The auxin-inducible degron 2 technology provides sharp degradation control in yeast, mammalian cells, and mice
A Yesbolatova, Y Saito, N Kitamoto, H Makino-Itou, R Ajima, R Nakano, H Nakaoka, K Fukui, K Gamo, Y Tominari, H Takeuchi, Y Saga, K Hayashi, MT Kanemaki
Nature Communications 11, 5701(2020) DOI:10.1038/s41467-020-19532-z
To elucidate the role of a protein of interest in living cells, it is useful to rapidly deplete it to see what would happen to the cells. It should also be possible to control the protein function if we can timely deplete it. Because of the above reasons, techniques inducing artificial proteins degradation, known as protein knockdown, are drawing more attention.
Prof. Kanemaki at NIG and his colleagues established the AID2 system by which a protein of interest fused with a tag can be induced for rapid degradation in yeast, mammalian cells, and mice. To induce target degradation, a new chemical ligand called 5-Ph-IAA, and a mutant of the TIR1 ubiquitin ligase were used. It is now possible to induce target depletion rapidly and timely when needed. AID2 will be useful not only in basic life science, but also in medical science and drug discovery in the future.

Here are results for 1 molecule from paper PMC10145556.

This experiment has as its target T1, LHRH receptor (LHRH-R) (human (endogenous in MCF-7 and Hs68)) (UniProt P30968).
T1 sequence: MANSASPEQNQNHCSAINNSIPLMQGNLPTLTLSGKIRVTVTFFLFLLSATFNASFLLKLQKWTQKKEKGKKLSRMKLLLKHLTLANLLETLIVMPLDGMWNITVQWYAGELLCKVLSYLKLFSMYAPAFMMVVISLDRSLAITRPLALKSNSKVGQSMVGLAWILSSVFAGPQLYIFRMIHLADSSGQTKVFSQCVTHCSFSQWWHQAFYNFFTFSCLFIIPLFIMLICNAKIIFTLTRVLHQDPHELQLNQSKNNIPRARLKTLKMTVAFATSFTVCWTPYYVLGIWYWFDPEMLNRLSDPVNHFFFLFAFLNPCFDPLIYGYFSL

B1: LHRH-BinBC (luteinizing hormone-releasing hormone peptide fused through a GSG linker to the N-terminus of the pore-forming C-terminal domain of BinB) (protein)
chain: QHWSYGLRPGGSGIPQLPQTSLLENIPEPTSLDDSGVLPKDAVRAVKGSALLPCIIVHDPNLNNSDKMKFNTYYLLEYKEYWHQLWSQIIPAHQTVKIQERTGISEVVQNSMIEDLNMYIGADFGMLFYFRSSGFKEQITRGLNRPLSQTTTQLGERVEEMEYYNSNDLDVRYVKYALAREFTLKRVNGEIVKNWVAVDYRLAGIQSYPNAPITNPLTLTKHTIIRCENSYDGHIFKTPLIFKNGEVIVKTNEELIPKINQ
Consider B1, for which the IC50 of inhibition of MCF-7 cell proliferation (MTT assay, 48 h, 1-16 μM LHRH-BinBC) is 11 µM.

This study was carried out by the Kanemaki and Saga groups both at NIG, Prof. Kenichiro Hayashi at Okayama University of Science, Dr Haruki Takeuchi at the University of Tokyo, Dr Hirofumi Nakaoka at Sasaki Institute, and FIMECS Inc.
This study was supported by JSPS KAKENHI grants (16K15095, 18H02170, 18H04719, 20H05396), JST A-STEP (AS2915150U), The Takeda Science Foundation, The Asahi Glass Foundation, and an AMED NBRP Fundamental Technologies Upgrading Program.
This study was published in Nature Communications on November 11th at 19:00 (JST).
Figure: AID2 enables rapid target depletion in yeast, mammalian cells, and mice.